Book Review: How to Build A Lie Detector, Brain Wave Monitor & Other Secret Paraphsychological Electronics Projects
Book Review: Can We Stop

Book Review: The Fairy Tale Review

This journal, published by Wayne State University, is the pre-eminent publication for contemporary fiction in the style of fairy tales. (Yes, that’s actually a thing.)

This is the first issue that I’ve read. It’s from 2021, but the annual publication is cataloged by color (for some reason) so this is known as The Gold Issue. (The first one, published in 2006, was The Blue Issue.)

gordon meyer holding book

The journal publishes not just stories, but also poetry, art, and nonfiction, all in the fairy tale realm. This particular issue has a strong academic focus on the works of Anne Sexton, a poet who breathed new life into contemporary fairy tales with her reinterpretations from the Grimm canon. (See her collection, Transformations.)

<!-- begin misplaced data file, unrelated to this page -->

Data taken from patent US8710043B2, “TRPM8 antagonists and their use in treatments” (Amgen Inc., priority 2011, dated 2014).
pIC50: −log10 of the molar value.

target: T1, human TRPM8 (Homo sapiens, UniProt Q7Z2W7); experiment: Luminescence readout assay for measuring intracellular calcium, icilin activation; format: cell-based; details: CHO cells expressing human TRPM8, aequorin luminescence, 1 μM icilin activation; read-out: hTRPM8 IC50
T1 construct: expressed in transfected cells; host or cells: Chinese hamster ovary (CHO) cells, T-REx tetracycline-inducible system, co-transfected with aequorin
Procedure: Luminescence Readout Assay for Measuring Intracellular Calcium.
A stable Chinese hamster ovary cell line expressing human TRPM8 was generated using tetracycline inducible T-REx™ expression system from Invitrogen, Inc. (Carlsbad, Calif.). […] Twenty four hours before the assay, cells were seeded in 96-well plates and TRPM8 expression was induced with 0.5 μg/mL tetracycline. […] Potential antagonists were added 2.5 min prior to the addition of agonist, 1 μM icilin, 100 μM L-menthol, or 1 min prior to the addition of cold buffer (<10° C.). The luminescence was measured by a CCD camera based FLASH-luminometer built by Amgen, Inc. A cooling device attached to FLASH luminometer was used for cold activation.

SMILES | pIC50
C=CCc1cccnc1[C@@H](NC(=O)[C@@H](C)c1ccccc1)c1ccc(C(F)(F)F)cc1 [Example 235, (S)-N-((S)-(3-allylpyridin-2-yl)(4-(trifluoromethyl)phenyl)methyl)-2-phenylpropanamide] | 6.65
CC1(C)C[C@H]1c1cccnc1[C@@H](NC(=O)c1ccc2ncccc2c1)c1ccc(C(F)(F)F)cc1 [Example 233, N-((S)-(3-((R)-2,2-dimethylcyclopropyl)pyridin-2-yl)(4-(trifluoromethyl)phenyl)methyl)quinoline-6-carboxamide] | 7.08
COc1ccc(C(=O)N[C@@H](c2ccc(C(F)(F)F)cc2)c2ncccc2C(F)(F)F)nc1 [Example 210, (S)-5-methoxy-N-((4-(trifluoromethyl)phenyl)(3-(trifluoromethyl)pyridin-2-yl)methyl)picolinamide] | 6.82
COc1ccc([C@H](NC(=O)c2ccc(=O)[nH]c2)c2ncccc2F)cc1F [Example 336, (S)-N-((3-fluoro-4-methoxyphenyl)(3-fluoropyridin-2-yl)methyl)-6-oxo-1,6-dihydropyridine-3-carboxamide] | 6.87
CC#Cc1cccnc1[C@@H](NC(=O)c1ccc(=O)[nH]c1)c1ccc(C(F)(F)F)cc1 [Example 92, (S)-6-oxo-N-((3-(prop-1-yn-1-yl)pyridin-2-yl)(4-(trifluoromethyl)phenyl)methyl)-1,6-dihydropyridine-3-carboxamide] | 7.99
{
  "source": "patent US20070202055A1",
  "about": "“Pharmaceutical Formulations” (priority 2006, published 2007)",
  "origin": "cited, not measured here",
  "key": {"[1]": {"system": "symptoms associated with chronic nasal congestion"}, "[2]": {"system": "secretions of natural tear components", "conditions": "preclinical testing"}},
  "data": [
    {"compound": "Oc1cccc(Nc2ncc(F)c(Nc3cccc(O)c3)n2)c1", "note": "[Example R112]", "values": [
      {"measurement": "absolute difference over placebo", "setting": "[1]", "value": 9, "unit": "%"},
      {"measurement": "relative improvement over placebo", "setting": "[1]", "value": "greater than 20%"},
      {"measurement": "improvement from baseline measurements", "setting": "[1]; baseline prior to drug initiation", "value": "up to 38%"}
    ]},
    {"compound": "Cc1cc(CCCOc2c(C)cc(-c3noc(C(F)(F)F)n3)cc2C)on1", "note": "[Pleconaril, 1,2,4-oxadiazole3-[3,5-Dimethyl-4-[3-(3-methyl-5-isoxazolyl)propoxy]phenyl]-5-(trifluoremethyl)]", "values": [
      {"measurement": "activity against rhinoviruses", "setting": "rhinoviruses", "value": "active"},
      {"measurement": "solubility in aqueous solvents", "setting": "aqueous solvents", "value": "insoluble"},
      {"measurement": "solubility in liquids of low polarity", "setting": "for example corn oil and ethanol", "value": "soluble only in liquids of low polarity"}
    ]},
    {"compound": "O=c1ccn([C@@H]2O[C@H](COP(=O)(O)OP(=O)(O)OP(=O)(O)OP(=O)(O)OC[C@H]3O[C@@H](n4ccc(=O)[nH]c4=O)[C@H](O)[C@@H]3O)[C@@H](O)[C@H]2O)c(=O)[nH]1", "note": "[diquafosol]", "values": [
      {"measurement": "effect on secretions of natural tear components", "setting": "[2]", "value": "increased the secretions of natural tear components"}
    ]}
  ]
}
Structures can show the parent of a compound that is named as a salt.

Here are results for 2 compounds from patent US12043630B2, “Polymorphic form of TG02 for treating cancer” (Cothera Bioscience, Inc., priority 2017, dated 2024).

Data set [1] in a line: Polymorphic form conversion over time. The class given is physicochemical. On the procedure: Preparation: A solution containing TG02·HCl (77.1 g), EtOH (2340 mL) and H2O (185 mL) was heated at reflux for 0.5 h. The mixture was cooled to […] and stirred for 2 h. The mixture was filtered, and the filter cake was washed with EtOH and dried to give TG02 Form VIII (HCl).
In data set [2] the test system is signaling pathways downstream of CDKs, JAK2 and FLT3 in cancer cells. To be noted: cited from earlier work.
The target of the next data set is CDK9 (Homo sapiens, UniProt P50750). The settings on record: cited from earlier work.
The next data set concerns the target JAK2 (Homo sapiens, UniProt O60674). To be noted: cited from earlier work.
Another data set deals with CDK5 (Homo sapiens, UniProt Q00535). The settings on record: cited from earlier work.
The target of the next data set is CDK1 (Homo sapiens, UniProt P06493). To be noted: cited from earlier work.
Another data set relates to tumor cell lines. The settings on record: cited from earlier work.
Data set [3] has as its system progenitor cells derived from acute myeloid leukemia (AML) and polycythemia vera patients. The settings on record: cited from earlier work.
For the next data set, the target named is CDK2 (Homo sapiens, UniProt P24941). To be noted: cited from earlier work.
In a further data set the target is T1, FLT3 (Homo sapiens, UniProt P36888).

I enjoyed reading this issue, although it had a bit too much poetry for my taste. I’ll definitely try another issue if the opportunity arises. Thanks to its academic approach, I was able to discover many additional books and publications that have caught my interest as well.

Kindle-format back issues are available on Amazon, but they are more expensive than printed copies directly from Wayne State.


Craig Conley

I wonder if the color-coding is possibly an homage to Andrew Lang's color-coded fairy series: The Blue Fairy Book (1889), The Red Fairy Book (1890), The Green Fairy Book (1892), The Yellow Fairy Book (1894), The Pink Fairy Book (1897), The Grey Fairy Book (1900), The Violet Fairy Book (1901), The Crimson Fairy Book (1903), The Brown Fairy Book (1904), The Orange Fairy Book (1906), The Olive Fairy Book (1907), and The Lilac Fairy Book (1910).

Gordon Meyer

Oh! Good call, Craig. Those colors do seem to coincide completely with the journal's issues. Thanks for solving that mystery!

The comments to this entry are closed.